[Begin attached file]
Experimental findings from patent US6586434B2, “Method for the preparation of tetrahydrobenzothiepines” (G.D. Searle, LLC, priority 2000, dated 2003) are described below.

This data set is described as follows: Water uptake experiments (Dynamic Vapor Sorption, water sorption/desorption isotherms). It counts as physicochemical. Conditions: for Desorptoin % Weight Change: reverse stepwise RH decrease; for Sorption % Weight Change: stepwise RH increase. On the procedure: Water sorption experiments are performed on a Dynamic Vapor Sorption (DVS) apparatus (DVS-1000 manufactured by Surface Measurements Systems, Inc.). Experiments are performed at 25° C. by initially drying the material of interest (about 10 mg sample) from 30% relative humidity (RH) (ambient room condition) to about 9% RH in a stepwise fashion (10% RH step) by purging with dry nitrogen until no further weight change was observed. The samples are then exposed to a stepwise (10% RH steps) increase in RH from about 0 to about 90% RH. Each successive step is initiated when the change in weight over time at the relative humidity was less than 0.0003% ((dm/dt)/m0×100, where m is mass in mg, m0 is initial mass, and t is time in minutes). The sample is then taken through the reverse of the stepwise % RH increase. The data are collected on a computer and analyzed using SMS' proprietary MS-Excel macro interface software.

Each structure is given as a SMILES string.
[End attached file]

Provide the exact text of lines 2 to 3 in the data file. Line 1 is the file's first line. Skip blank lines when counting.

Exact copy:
This data set is described as follows: Water uptake experiments (Dynamic Vapor Sorption, water sorption/desorption isotherms). It counts as physicochemical. Conditions: for Desorptoin % Weight Change: reverse stepwise RH decrease; for Sorption % Weight Change: stepwise RH increase. On the procedure: Water sorption experiments are performed on a Dynamic Vapor Sorption (DVS) apparatus (DVS-1000 manufactured by Surface Measurements Systems, Inc.). Experiments are performed at 25° C. by initially drying the material of interest (about 10 mg sample) from 30% relative humidity (RH) (ambient room condition) to about 9% RH in a stepwise fashion (10% RH step) by purging with dry nitrogen until no further weight change was observed. The samples are then exposed to a stepwise (10% RH steps) increase in RH from about 0 to about 90% RH. Each successive step is initiated when the change in weight over time at the relative humidity was less than 0.0003% ((dm/dt)/m0×100, where m is mass in mg, m0 is initial mass, and t is time in minutes). The sample is then taken through the reverse of the stepwise % RH increase. The data are collected on a computer and analyzed using SMS' proprietary MS-Excel macro interface software.

Each structure is given as a SMILES string.